The Group of Twenty (G-20) Finance Ministers and Central Bank Governors was established in 1999 to bring together systemically important industrialized and developing economies to discuss key issues in the global economy. The inaugural meeting of the G-20 took place in Berlin, on December 1516, 1999, hosted by German and Canadian finance ministers.
The G-20 is an informal forum that promotes open and constructive discussion between industrial and emerging-market countries on key issues related to global economic stability. By contributing to the strengthening of the international financial architecture and providing opportunities for dialogue on national policies, international co-operation, and international financial institutions, the G-20 helps to support growth and development across the globe.
The G-20 was created as a response both to the financial crises of the late 1990s and to a growing recognition that key emerging-market countries were not adequately included in the core of global economic discussion and governance. The G-20 is made up of the finance ministers and central bank governors of 19 countries:
Argentina, Australia , Brazil, Canada, China, France, Germany, India, Indonesia, Italy, Japan, Mexico, Russia, Saudi Arabia, South Africa, South Korea, Turkey, United Kingdom and the United States of America.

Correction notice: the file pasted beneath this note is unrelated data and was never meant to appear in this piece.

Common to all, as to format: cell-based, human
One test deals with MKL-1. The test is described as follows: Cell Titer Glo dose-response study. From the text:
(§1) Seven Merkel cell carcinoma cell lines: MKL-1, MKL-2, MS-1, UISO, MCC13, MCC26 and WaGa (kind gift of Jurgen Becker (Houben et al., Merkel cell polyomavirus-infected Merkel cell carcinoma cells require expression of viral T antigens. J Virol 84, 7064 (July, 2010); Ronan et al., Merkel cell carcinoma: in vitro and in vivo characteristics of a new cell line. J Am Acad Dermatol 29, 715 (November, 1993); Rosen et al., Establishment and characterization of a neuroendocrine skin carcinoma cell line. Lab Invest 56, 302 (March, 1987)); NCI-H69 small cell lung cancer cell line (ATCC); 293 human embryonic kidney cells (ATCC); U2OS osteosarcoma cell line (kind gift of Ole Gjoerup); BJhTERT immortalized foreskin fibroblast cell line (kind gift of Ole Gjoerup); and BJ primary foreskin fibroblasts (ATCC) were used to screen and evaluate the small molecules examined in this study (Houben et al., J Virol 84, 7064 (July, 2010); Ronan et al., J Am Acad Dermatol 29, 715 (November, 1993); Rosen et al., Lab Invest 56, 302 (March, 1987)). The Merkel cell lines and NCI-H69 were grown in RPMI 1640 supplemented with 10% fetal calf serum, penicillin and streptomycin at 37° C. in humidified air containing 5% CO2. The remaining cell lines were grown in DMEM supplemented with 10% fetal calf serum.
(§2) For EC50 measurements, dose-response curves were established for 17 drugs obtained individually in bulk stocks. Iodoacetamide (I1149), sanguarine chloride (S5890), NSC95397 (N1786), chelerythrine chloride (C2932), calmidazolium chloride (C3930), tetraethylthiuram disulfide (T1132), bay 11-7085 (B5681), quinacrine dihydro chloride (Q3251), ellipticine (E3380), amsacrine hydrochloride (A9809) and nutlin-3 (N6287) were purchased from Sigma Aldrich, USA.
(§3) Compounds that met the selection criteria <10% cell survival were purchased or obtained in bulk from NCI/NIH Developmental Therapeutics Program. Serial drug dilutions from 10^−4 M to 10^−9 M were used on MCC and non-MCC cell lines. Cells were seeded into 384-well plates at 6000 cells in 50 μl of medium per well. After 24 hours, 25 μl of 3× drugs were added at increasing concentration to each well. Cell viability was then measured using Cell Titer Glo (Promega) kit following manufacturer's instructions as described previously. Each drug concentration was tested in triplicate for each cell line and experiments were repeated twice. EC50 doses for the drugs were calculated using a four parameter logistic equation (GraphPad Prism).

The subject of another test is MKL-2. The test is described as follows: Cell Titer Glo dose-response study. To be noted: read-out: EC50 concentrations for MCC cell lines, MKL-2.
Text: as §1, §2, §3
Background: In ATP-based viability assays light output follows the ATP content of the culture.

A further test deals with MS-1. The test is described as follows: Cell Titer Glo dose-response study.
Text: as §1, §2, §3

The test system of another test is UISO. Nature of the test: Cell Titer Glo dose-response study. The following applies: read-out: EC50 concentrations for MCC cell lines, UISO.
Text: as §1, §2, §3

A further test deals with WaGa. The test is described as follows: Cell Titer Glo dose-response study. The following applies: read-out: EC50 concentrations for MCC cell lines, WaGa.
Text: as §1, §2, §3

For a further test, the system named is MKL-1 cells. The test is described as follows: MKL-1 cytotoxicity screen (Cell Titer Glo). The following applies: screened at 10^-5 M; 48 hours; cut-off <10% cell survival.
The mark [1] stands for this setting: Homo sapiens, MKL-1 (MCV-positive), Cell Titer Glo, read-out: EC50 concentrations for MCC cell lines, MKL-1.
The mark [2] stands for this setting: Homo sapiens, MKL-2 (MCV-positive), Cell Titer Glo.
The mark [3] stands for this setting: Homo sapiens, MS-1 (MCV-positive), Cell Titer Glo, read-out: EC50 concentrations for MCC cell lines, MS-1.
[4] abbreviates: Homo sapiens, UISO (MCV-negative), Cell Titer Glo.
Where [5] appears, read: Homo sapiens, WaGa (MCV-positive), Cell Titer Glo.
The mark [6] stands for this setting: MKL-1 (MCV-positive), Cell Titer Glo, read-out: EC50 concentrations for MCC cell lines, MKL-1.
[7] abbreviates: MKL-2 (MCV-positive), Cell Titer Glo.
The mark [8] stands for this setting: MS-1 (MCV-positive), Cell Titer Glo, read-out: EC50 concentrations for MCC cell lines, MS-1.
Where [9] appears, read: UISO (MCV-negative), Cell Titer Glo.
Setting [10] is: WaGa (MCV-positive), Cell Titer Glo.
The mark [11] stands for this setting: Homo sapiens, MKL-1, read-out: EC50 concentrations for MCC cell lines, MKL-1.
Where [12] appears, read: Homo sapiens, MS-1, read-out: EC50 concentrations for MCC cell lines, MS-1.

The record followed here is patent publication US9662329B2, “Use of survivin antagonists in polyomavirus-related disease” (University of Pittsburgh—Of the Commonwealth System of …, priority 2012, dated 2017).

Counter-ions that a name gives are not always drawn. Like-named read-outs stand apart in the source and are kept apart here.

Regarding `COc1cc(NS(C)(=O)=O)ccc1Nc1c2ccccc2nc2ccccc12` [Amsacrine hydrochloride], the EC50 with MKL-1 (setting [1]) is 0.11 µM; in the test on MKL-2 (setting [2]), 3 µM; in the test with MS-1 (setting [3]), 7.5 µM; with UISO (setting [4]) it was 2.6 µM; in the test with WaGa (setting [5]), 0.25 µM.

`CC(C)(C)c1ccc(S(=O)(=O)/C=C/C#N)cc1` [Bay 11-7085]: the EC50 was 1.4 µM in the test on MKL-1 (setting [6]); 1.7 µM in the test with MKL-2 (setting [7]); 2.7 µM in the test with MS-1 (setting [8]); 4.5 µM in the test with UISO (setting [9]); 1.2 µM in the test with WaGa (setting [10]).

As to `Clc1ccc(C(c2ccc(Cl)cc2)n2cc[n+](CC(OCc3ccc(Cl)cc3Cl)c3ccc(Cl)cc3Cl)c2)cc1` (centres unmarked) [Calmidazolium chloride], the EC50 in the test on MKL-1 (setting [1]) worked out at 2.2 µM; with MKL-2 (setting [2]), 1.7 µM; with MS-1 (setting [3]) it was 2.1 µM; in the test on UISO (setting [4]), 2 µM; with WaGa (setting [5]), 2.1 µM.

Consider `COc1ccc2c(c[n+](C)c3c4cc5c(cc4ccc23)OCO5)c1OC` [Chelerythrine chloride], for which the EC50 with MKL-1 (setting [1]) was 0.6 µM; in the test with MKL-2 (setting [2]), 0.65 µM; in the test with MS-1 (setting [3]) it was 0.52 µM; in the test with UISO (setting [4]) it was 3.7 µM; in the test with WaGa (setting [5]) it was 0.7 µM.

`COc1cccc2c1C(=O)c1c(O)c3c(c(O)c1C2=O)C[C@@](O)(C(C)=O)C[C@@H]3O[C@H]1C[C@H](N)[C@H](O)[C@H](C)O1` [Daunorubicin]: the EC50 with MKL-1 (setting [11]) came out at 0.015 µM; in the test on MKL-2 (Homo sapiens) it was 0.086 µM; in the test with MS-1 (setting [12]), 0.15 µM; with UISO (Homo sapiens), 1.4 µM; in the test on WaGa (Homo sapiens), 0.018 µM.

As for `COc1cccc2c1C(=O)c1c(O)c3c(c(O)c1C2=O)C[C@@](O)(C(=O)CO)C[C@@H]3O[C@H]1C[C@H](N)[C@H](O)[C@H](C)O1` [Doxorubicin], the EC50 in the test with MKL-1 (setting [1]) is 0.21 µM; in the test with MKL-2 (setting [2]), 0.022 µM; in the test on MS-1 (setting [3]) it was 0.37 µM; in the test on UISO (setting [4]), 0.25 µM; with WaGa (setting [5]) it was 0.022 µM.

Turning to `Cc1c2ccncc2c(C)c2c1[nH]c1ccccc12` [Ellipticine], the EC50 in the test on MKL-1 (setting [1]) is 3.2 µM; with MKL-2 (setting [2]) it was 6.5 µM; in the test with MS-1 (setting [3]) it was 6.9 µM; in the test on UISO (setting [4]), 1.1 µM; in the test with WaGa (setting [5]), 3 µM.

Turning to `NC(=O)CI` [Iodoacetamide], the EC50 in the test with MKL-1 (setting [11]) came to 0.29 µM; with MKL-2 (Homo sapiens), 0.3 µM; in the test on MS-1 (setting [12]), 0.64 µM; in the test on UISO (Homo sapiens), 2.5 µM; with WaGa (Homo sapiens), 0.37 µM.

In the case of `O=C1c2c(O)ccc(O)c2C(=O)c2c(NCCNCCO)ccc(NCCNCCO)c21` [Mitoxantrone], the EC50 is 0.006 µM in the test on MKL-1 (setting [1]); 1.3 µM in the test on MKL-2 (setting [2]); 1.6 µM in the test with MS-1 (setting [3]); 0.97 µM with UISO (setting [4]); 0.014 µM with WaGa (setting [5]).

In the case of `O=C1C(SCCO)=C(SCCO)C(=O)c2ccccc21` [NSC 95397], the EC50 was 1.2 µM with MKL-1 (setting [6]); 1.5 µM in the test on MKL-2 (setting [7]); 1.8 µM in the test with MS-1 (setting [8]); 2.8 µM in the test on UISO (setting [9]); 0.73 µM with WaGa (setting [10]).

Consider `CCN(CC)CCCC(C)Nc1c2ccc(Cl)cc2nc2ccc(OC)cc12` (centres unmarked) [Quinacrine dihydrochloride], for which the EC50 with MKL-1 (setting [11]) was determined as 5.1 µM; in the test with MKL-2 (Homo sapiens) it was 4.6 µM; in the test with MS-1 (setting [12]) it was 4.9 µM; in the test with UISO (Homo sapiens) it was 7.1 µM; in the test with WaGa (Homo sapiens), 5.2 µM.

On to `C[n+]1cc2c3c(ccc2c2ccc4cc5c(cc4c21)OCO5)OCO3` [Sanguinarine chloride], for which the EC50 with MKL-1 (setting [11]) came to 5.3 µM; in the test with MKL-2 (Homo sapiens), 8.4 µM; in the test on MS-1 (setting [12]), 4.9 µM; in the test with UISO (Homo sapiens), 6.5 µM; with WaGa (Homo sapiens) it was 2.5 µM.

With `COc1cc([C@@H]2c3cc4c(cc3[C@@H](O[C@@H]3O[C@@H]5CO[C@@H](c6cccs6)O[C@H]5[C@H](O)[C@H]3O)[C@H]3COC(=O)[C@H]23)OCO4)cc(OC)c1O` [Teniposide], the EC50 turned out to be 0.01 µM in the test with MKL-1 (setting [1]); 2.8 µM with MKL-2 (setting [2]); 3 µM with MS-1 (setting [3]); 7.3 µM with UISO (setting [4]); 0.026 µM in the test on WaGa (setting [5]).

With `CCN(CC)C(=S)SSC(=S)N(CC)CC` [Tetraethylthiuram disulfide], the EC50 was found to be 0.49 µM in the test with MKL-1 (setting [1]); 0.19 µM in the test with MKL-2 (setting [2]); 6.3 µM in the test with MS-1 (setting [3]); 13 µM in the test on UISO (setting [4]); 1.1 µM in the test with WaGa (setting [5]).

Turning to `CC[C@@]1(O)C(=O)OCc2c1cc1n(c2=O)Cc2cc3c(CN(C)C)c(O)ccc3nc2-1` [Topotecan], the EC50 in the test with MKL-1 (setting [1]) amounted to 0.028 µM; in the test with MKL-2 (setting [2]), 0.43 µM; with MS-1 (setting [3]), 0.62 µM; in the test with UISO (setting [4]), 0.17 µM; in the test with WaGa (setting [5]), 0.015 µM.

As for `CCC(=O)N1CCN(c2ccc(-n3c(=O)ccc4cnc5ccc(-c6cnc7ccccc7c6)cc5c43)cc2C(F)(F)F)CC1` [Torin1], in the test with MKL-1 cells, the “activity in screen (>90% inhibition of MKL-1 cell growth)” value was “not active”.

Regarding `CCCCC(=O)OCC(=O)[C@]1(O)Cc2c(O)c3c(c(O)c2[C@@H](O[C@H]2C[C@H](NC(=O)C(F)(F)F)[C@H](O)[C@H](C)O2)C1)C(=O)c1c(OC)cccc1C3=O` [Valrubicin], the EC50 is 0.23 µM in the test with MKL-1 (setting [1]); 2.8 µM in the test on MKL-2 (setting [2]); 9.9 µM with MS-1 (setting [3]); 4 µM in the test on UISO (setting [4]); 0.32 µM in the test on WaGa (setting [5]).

The European Union, who is represented by the rotating Council presidency and the European Central Bank, is the 20th member of the G-20. To ensure global economic fora and institutions work together, the Managing Director of the International Monetary Fund (IMF) and the President of the World Bank, plus the chairs of the International Monetary and Financial Committee and Development Committee of the IMF and World Bank, also participate in G-20 meetings on an ex-officio basis. The G-20 thus brings together important industrial and emerging-market countries from all regions of the world. Together, member countries represent around 90 per cent of global gross national product, 80 per cent of world trade (including EU intra-trade) as well as two-thirds of the world's population. The G-20's economic weight and broad membership gives it a high degree of legitimacy and influence over the management of the global economy and financial system.
For more details see http://www.g20.org